The National Health Act 1953 prohibits the supply of PBS medicines at (or from) a PSR, unless the PSR is an approved premises. The changes to the conditions reinforce this legislative prohibition.
Are pharmacies allowed to engage with a Dose Administration Aid (DAA) packaging service operated by a third-party (e.g. TGA licenced facility or another pharmacy)?
Yes. A pharmacist may engage the services of a third party to pack a Dose Administration Aid on their behalf, providing the medicine is dispensed at the pharmacy’s approved premises. The changes to the conditions do not alter this requirement and the packing of DAAs by a third party continues to be permitted under the changes to the conditions.
A third party cannot dispense medications outside of the pharmacy’s approved premises. This is not currently permitted under the Therapeutic Goods Administration legislation or the National Health Act 1953. It is the responsibility of the supplying pharmacist to make the supply of the DAA to the patient or their agent. Further information on the packaging of DAAs can be found on the Therapeutic Goods Administration website.
Can an approved pharmacist arrange for a TGA licenced manufacturer to manufacture a medicine and dispense that medicine to a patient?
Yes. The current legislation allows an approved pharmacist to dispense and supply a manufactured medicine if the medicine is extemporaneously compounded by a TGA licenced manufacturer for an identified person for therapeutic application to that person. Further information on the compounding of medicines by a licenced manufacturer can be found on the Therapeutic Goods Administration website.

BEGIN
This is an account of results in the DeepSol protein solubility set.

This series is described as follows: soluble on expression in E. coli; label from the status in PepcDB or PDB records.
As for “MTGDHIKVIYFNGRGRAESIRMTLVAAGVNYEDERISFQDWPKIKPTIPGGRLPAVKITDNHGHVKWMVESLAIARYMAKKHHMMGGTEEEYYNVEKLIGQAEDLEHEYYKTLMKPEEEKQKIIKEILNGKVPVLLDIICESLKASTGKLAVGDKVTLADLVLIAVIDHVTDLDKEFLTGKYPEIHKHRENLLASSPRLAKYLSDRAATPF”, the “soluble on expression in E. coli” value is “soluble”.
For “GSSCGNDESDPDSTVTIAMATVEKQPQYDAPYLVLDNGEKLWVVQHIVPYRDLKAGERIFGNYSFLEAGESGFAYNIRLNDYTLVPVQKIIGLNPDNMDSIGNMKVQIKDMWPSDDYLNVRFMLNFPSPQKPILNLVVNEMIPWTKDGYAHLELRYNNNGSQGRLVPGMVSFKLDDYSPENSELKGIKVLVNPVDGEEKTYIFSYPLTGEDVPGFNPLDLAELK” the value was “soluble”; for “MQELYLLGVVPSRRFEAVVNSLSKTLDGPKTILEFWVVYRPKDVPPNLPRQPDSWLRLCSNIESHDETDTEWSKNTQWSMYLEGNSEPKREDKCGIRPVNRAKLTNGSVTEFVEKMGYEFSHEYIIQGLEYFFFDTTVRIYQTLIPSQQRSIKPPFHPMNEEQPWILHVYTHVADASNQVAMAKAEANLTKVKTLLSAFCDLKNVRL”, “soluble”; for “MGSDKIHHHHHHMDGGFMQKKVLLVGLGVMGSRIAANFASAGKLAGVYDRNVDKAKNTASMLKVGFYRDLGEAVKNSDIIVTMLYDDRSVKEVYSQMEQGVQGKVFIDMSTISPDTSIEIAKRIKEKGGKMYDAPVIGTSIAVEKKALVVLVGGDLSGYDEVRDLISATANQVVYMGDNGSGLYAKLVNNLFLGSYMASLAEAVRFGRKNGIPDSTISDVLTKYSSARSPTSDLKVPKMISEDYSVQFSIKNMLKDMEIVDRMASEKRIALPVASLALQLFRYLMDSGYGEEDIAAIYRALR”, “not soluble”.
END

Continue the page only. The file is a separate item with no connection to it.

Can an approved pharmacist dispense and supply a PBS medicine to a prescribing medical practitioner for administration to an anticipated future patient?
No. The National Health Act 1953 requires a PBS prescription must be for the treatment of the person named on the prescription and the changes to the conditions of approved pharmacists reinforce that requirement.
The only medications that can be supplied to a medical practitioner directly is a Prescriber Bag supply. Further information on Prescriber Bag supplies can be found on the Department of Health and Aged Care’s website.
Do the changes impact the supply of PBS medications under the Remote Area Aboriginal Health Services (RAAHS) Program supplies?
No. The conditions of approval do not apply to the supply of PBS medicines under the RAAHS program. Details on the section 100 National Health (Remote Area Aboriginal Health Services Program) Special Arrangement can be found on the Department of Health and Aged Care’s website.
Do the changes impact the supply of PBS medications by an approved hospital authority to patients receiving treatment at the hospital?
No. The conditions of approval do not apply to approved hospital authorities, they only apply to approved community pharmacists, that is a pharmacist approved under section 90 of the National Health Act 1953.
Can a registered pharmacist work in a non-PBS pharmacy?
Yes. The National Health Act 1953 and the conditions of approval do not regulate where a registered pharmacist can (or can’t) work.
Do I need to close my non-PBS pharmacy?
No. The conditions of approval do not apply to non-PBS pharmacies, so there is no requirement to close the pharmacy.
As a non-PBS pharmacy, only private prescriptions can be supplied.
The conditions of approval reinforce the legislative requirement that PBS medicines can only be supplied at (or from) approved premises and that any non-PBS pharmacy cannot be involved in the supply of PBS medicines.